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Rich Carlson talks about game writing/writers

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This will be of interest to all the aspiring game writers out there. http://www.gamespy.com/articles/september00/carlson/ Excerpt: "Our game stories are on the level of Saturday morning cartoons, in terms of characterization, plot, and especially dialog. In fact, I''m guessing that that''s where most of our writer-guys got their chops. Anyhow, this is what got me thinking about all of this. I appeal to all computer game project leaders, designers, and writers to consider the issue of the unchecked unsophistication in computer game stories and dialog very seriously and carefully. I ask you to broaden your horizons; engage in speculative talk with more experienced writers from outside the field of computer games. I ask you to take it upon yourself to become an expert at those special elements of story, plot, character, and dialog that define your interests and aesthetics as a writer or designer. If you''re a project leader and use staff writers, establish or seek out writing clubs, clinics and author-clinicians for your employees, and pony up for mandatory participation. Allow them to meet and learn from experienced experts and mentors in the fields of movie, television, written sci-fi, and fantasy."

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Problem is, he''s not saying much. It''s preaching to the choir again, really. Writing-fans will point to it and say, "yes, this proves it!" And everyone else will just point out that one guy''s opinion does not constitute fact.

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Well, that''s one way of looking at it. Another way, perhaps, would be to see that here is an example of a game industry veteran saying that good storytelling is important. In most cases, the people who argue for the importance of writing are not actually in the industry. So, I think it has some value in that sense.

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Man, I post a link to what I consider to be an interesting and relevant article, and it gets no feedback. I guess I should post something completely off the wall and not at all related to the forum topic, like time travel. That seems to be a popular topic.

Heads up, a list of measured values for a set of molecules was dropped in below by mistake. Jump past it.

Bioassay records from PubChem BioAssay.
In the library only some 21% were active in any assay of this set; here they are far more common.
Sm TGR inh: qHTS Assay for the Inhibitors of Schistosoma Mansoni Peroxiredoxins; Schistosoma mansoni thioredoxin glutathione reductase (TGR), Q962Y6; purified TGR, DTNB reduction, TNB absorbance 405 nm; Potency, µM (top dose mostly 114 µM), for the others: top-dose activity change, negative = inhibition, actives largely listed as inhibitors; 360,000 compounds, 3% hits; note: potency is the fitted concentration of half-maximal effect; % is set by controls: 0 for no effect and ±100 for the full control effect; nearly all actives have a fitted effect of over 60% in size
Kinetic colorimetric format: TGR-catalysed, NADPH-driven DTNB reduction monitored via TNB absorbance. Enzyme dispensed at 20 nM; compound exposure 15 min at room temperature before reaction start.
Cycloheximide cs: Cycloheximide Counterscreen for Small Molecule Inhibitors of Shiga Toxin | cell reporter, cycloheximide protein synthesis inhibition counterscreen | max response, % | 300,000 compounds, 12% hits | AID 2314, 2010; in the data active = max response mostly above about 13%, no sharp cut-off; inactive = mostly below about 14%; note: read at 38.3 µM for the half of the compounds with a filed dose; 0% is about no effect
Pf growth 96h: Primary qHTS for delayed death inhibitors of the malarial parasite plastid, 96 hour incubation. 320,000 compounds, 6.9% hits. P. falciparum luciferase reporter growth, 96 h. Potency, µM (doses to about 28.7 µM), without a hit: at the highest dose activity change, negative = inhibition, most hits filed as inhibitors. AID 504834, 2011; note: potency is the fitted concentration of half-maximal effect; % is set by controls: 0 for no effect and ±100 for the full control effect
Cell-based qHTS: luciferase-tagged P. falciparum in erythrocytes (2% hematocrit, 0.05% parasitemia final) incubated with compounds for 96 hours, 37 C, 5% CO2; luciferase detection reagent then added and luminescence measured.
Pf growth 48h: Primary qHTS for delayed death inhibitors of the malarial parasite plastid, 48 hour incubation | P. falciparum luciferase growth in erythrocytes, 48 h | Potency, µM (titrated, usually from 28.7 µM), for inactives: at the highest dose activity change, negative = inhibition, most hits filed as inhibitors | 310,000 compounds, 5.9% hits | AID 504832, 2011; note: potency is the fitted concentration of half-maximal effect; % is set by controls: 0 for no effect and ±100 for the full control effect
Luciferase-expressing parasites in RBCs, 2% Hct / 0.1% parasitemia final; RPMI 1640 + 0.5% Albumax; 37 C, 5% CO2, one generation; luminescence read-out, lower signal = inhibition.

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I''d like to see some articles on writing that actually gave some hints on how to write for games, rather than, "read more books! watch more movies! Then you''ll know how to write"

Personally, I find my "Writing A Novel" book to be very useful, but sadly I don''t have time to write a story-based game at the moment.

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I was going to say something useful about how I want deep games or games with good stories or something. Then I thought I might have realized something. Do the games with good stories, as opposed to the games with good technology sell in high enough perportions to fuel more games with good stories?
Half-Life had a mediocre story ( but they tried ) and had good technology for the time.
Reviews i''ve read of Arcanum say that it has an excelent story/theme, but the technology hampers it.
From the little i''ve played of the MaxPayne demo, it''s got a mediocre or better story, but the presentation of that is novel, and the technology is excellent.I heard somewhere that out of 100 console games only about 10 make a profit, and i don''t remember the rest of the statistics.
For PC games, it was 90 don''t get made/lose money, 9 break even and 1 makes a profit.
Game developers are forced to keep somewhat close to current technology, limiting the ability to invest in having a good story.

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You raise some good points, SoakinKittens. The good news is the technology needed to make a reasonably good-looking game (in terms of graphics) is becoming more and more accessible to a wider range of people. The Quake 2 engine is pretty dated, but look at some of the work being done in the Half-Life mod community (check out Day of Defeat 2.0, for example), and that''s based on a modified Quake 1 engine. My point is, as the technology to make games of acceptable graphical quality becomes more accessible to a wider range of people, costs to develop drop and we''ll begin to see people taking bigger chances on innovations in gameplay and storytelling. Sure, you might not be able to make a game with Doom 3-class graphics, but it''s getting to the point where that doesn''t even matter. At least, not to many people. There will always be a component of the gamer market that has to have the best hardware and play the most cutting-edge games, but if you look at the numbers you''ll see that many of the most financially successful games are actually very simple technologically speaking. You won''t see Quake III or Return to Castle Wolfenstein in the top 10 titles this year for overall revenue, I promise you. But you will see things like Harry Potter and more Sims games.

I apologize for the rather undirected flow of ideas in this post.

Kylotan, have you looked at any of Chris Crawford''s writing? This guy has done quite a bit of work towards improving the quality of writing for games. Might be worth looking into. The thing is that despite what many people think, writing for games is not very different than writing for film, for example. If you look at the script for Deus Ex, you''ll see that it''s written in the same style as a screenplay. Those techniques may not work for every game, but most professional writers worth their salt are able to modify their style and structure according to the medium.

Just my two cents...

R.

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Carlson''s heart was in the right place with his article, but his narrowmindedness towards the literary implementation in videogames prevents me from standing up and applauding his remarks.